Combining first mortgage with home equity loan


We have our first mortage (original 30 yr fixed) almost paid off. We owe $35,000 and send $1,000 a month. We cut the loan down to 15 yrs. We also have a home equity loan (fixed) which has $40,000 at 7 1/4% fixed. We have about 4 yrs left on this loan.

We need to do home repairs to prepare to sell the house. The repairs will cost approx $50-60,000 (guessing). My husband is in his 70's and still works. He retired from his full-time job after 30 yrs and started his own business. Our income has been cut in half. We need to sell the house we've lived in for almost 40 yrs.

Would it be better to take out a new First Mortgage and pay off the other two and have one payment? We don't want to use his savings to pay for the repairs...or should we and just keep paying the mortgages. We were thinking it might be better to combine all the money into one First mortgage.

Any thoughts would be appreciated.


Comments (5)
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Your situation is special because it sounds as if you're going to be paying off whatever loan(s) you have soon, when you sell the house. So, looking at your overall costs, the fees and expenses associated with a loan may be more significant in the overall cost of the money than the interest rate. So, whatever option you choose, be very careful to inquire about fees. Your payment will be lower if you combine all your debt into a new first mortgage, and your interest rate on a new first mortgage will also be lower than on a second.

The issue of taking out savings versus borrowing to do these repairs is somewhat personal and somewhat hard numbers. Obviously if you're getting a better return on your investments than you'll pay in interest on borrowed money, leave your savings alone and borrow. Most people are in more of a gray area, with investments that pay about the same, or a little less, than they'll pay out for borrowed money. In this case I would still lean toward suggesting that you borrow rather than deplete savings. There is a lot of freedom and flexibility to having cash available when/if you really need it.

One other question I would ask is, are you sure you need to spend this kind of money to ready your home for sale? If you have not done so, I'd suggest checking with a realtor. Sometimes you spend money to renovate, and then the buyer wants something different and rips it all out to do something else. It might make more sense to discount the price of the home and let the buyer make his/her own upgrades. That would save you a lot of hassle and possibly result in netting more money in your pocket on the home.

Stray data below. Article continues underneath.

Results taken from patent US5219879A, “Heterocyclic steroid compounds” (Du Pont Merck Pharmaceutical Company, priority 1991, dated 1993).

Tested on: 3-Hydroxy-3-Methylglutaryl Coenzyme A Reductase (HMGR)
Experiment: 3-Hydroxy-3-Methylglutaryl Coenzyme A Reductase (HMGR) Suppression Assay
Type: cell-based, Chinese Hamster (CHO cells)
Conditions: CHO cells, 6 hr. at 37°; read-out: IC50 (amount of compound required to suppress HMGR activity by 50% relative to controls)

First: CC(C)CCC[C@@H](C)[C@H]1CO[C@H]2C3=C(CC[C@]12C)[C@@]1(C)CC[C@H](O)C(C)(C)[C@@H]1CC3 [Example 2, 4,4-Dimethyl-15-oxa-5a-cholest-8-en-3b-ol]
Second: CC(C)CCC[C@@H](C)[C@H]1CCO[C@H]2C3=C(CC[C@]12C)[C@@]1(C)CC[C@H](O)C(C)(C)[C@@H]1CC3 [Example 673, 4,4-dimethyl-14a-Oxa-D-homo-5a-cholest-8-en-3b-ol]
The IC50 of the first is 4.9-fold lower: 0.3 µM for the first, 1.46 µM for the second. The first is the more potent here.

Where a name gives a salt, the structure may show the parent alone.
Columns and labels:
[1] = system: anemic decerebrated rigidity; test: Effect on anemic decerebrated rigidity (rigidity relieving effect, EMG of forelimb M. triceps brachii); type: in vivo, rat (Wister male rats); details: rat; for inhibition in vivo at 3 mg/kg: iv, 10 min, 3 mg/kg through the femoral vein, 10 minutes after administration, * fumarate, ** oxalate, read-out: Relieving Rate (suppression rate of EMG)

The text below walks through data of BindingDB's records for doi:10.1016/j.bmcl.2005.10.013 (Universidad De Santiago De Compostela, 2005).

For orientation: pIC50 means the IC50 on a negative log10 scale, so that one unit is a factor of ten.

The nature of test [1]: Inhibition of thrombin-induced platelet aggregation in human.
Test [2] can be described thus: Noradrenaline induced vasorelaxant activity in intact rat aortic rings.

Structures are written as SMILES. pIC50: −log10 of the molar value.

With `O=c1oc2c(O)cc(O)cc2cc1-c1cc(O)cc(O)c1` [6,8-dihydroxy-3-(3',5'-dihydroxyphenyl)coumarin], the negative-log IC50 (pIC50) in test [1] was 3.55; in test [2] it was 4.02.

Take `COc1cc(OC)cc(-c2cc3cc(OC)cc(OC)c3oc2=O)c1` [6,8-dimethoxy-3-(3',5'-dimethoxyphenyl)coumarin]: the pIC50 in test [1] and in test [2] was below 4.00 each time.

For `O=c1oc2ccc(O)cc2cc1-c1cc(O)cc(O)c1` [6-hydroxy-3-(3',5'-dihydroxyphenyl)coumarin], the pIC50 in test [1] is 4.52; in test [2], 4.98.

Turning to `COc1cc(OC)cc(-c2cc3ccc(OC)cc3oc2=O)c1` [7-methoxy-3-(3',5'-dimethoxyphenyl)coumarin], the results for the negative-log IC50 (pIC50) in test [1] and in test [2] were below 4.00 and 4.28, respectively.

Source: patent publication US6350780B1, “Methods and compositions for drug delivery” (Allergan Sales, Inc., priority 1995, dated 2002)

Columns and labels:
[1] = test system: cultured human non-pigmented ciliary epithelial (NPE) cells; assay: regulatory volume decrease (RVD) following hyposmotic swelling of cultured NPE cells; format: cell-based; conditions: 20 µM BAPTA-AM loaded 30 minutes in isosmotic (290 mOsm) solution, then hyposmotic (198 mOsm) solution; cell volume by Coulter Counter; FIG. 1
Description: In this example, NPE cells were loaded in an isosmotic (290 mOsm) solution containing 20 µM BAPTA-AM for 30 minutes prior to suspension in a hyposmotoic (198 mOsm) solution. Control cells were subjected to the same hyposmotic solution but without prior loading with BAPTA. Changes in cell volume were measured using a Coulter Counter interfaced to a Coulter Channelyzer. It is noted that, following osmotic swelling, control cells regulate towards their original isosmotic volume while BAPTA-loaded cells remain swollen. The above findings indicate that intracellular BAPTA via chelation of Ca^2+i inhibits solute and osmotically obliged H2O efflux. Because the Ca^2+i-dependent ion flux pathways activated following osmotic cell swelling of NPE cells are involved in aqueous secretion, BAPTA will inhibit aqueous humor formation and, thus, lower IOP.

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Another consideration; you will probably encounter a problem taking out a new mortgage if your husband is newly self-employed. Most lenders want to see that someone has been self-employed for 2 years.

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Two proposed best options;

A) Contact your current equity (2nd) lender, and ask them if they would refinance their existing 2nd into a HELOC (open ended line of credit) for a total of $100,000. That will give you enough to pay off the existing $40,000, and leave another $60,000 "in the purse" that can be drawn from just an as-needed basis... and only incur interest charges on that basis as well.

B) Take a complete new refinance as a 1st lien HELOC (rates are adjustable... which is in your favor for at least another 2-3 years at this point, as the interest rate markets are on a longterm decline presently... so sez my opinion, anyway.)

With your moniker I am assuming you are in New York... the only state that sticks its residents with a mortgage tax of 1%... so be aware of that speedbump along the way as well. Its inescapable in either of the above solutions.

Dave Donhoff
Strategic Equity & Leverage Planner

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I have thought about various improvements on my home for a future sale... but as soon as I make those improvements, I will have to charge more for my home to make-up for those improvement costs.

I am of the opinion that their are more people who can afford cheaper homes. Therefore, I am going keep my home at it's current "stale" state. Unlike other homes that may feature nice kitchens and bathrooms, my home will "feature" a lower price!

So, how necessary are your $60,000 improvements?

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Yes, I put a little more thought into this after I responded yesterday, and I was thinking that $60,000 is a very large amount of money to spend to ready a house for sale. I can see $10,000. You want to fix things that are going to cause problems in inspections, kind of spruce the place up so it shows well. But I guess it all depends on the area the house is in and its current value compared to probable value after renovation.

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